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In the central Apennines, interacting siliciclastic and carbonate marine clastic wedges filled the foreland basin system during the late Miocene. Conjunction of collisional thrust tectonics and prethrusting normal faults generated a complex foredeep with intrabasinal structural highs that represented additional source areas to the basin.

Detrital modes of the late Miocene central Apennines orogenic system range in composition from intrabasinal carbonate to quartzofeldspatholithic and calclithite arenites. The external zone of the foredeep is characterized by hemipelagic deposits, called the Orbulina Marl. Their arenite beds are composed by intrabasinal carbonate, with dominant bioclasts and minor intraclasts, and glauconite derived from an active shallow-marine carbonate source. These hemipelagic deposits are partly coeval with and partly overlain by siliciclastic turbidites of the Frosinone and the Argilloso-Arenacea Formations, and they represent deposition within local foredeep depocenters. Siliciclastic turbidite sandstones are quartzofeldspatholithic, which documents provenances from metamorphic, plutonic, ophiolitic, and sedimentary rocks. Carbonate intrabasinal structural highs were the main source for carbonate breccias, intrabasinal arenites, and calclithites of the Brecce della Renga Formation, the deposits of which are locally interbedded with the coeval siliciclastic turbidite sandstones.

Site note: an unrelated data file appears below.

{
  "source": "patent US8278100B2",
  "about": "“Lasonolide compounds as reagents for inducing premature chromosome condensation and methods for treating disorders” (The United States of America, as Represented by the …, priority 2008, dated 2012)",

Evolution of late Miocene sandstone detrital modes reflected the changing nature of the central Apennines thrust belt through time and the complex architecture of the foreland basin system; it records the history of accretion, deformation of the foredeep, and progressive areal reduction of carbonate-producing areas along with the sedimentary and structural evolution of local intrabasinal highs.

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